Caring for an Injured Outdoor Cat

Learn what to do if the cat you are fostering seems miserable indoors.

By Becky Robinson | Posted: July 1, 2008 5:30 p.m. EDT

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Q: I volunteer with a small rescue group, and I am fostering a cat that is recovering from an injury. Since I brought him home, he hides behind my washing machine and will not come out. I really wanted to keep him, but he seems so miserable here. What should I do?

A: The most important thing to do right now is to monitor the cat’s health and recovery, and give him lots of space and quiet time. Make sure that the room he is in is safe — often frightened cats get into duct work, etc.

Make sure he stays on any medication prescribed by your veterinarian by putting it in his food.

You need to figure out if the cat is feral or stray, and that may take some time. Give him treats and catnip. Talk to him in a quiet, soothing voice, and don’t make any sudden movements around him that may scare him. If he’s a stray, he will warm up over time. It can take a few days to several weeks for a cat to calm down after enduring such a trauma. I have rescued a many strays that were so skittish it took several weeks, and in some cases over a month for them to calm down.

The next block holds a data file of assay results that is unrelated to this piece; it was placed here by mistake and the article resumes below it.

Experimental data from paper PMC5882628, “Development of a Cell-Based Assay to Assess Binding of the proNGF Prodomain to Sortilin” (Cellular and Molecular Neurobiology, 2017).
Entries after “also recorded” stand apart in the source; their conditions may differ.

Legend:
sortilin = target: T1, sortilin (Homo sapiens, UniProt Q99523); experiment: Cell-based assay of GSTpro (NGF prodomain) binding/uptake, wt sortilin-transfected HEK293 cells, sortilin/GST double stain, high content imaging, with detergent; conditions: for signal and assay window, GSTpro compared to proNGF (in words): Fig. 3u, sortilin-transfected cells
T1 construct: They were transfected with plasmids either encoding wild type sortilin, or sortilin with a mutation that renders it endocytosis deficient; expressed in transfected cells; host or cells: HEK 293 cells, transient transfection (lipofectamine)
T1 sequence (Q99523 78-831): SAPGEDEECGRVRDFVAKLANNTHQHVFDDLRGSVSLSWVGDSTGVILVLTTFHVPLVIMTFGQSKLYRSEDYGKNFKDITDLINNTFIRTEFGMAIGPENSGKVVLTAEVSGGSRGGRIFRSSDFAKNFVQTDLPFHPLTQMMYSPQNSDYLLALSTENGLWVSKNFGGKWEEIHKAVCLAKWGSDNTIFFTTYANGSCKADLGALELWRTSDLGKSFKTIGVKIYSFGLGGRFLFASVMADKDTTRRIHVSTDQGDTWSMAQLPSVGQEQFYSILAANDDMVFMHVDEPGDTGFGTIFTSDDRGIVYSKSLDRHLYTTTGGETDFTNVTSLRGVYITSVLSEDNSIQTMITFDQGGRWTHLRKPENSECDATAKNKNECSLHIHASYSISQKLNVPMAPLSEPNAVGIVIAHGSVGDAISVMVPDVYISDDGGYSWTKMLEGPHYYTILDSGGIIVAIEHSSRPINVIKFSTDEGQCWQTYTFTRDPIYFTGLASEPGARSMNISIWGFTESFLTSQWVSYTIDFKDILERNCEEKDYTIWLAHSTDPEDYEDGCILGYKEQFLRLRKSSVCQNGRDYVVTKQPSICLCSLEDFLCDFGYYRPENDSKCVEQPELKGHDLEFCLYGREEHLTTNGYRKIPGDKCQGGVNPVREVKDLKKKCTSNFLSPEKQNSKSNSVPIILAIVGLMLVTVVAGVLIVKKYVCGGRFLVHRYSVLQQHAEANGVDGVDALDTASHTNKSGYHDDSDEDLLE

If he is an unsocialized, feral cat,  he is no doubt miserable indoors. Keep him confined until he is fully healed, and then make a decision about what the best next step is for him. All of my injured feral cats go back to live outside after recovery — whether after a few days, a few weeks or even a month or two. They can come back into the house if they want to (via a cat door), and sometimes they do in the winter. But generally we cannot touch them, and they are happier outside with access to their feeding station, of course.

This may be a feral cat that you have saved, and he is going to live the rest of his life outdoors. With your help, it can be a very good life. All he needs is food, water, shelter and monitoring. Visit the Alley Cat Allies website for information on how to build an inexpensive shelter and other tips on caring for an outdoor feral cat.

Good luck, and please let me know what happens.

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